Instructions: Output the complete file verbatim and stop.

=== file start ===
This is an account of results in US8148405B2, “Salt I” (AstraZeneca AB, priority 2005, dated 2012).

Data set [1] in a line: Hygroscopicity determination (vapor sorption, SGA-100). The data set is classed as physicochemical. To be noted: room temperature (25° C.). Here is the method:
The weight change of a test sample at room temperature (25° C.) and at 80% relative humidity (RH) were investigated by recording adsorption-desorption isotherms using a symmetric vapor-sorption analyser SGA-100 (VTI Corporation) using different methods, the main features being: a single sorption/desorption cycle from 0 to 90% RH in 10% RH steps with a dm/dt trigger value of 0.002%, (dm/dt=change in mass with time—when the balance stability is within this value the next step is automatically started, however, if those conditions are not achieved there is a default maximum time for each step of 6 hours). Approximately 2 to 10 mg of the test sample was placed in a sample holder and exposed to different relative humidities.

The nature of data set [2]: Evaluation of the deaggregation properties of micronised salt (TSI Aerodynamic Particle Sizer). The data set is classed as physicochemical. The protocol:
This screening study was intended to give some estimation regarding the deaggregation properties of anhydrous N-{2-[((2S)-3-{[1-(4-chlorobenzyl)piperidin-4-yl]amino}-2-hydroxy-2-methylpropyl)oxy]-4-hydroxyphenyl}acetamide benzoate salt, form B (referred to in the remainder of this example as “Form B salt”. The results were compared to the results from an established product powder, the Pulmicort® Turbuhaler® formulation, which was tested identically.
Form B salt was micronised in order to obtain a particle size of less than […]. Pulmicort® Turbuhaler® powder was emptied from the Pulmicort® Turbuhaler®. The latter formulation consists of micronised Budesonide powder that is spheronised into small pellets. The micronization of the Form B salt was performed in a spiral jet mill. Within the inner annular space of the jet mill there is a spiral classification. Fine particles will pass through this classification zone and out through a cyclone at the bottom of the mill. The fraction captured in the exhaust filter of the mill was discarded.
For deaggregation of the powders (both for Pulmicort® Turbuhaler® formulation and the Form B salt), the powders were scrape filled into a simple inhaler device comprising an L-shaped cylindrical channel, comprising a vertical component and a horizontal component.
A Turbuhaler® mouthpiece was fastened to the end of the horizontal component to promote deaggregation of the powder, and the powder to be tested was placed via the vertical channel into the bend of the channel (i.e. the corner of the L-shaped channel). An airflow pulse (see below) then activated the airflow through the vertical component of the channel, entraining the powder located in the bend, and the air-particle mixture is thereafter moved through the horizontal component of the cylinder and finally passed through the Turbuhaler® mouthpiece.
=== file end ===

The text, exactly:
This is an account of results in US8148405B2, “Salt I” (AstraZeneca AB, priority 2005, dated 2012).

Data set [1] in a line: Hygroscopicity determination (vapor sorption, SGA-100). The data set is classed as physicochemical. To be noted: room temperature (25° C.). Here is the method:
The weight change of a test sample at room temperature (25° C.) and at 80% relative humidity (RH) were investigated by recording adsorption-desorption isotherms using a symmetric vapor-sorption analyser SGA-100 (VTI Corporation) using different methods, the main features being: a single sorption/desorption cycle from 0 to 90% RH in 10% RH steps with a dm/dt trigger value of 0.002%, (dm/dt=change in mass with time—when the balance stability is within this value the next step is automatically started, however, if those conditions are not achieved there is a default maximum time for each step of 6 hours). Approximately 2 to 10 mg of the test sample was placed in a sample holder and exposed to different relative humidities.

The nature of data set [2]: Evaluation of the deaggregation properties of micronised salt (TSI Aerodynamic Particle Sizer). The data set is classed as physicochemical. The protocol:
This screening study was intended to give some estimation regarding the deaggregation properties of anhydrous N-{2-[((2S)-3-{[1-(4-chlorobenzyl)piperidin-4-yl]amino}-2-hydroxy-2-methylpropyl)oxy]-4-hydroxyphenyl}acetamide benzoate salt, form B (referred to in the remainder of this example as “Form B salt”. The results were compared to the results from an established product powder, the Pulmicort® Turbuhaler® formulation, which was tested identically.
Form B salt was micronised in order to obtain a particle size of less than […]. Pulmicort® Turbuhaler® powder was emptied from the Pulmicort® Turbuhaler®. The latter formulation consists of micronised Budesonide powder that is spheronised into small pellets. The micronization of the Form B salt was performed in a spiral jet mill. Within the inner annular space of the jet mill there is a spiral classification. Fine particles will pass through this classification zone and out through a cyclone at the bottom of the mill. The fraction captured in the exhaust filter of the mill was discarded.
For deaggregation of the powders (both for Pulmicort® Turbuhaler® formulation and the Form B salt), the powders were scrape filled into a simple inhaler device comprising an L-shaped cylindrical channel, comprising a vertical component and a horizontal component.
A Turbuhaler® mouthpiece was fastened to the end of the horizontal component to promote deaggregation of the powder, and the powder to be tested was placed via the vertical channel into the bend of the channel (i.e. the corner of the L-shaped channel). An airflow pulse (see below) then activated the airflow through the vertical component of the channel, entraining the powder located in the bend, and the air-particle mixture is thereafter moved through the horizontal component of the cylinder and finally passed through the Turbuhaler® mouthpiece.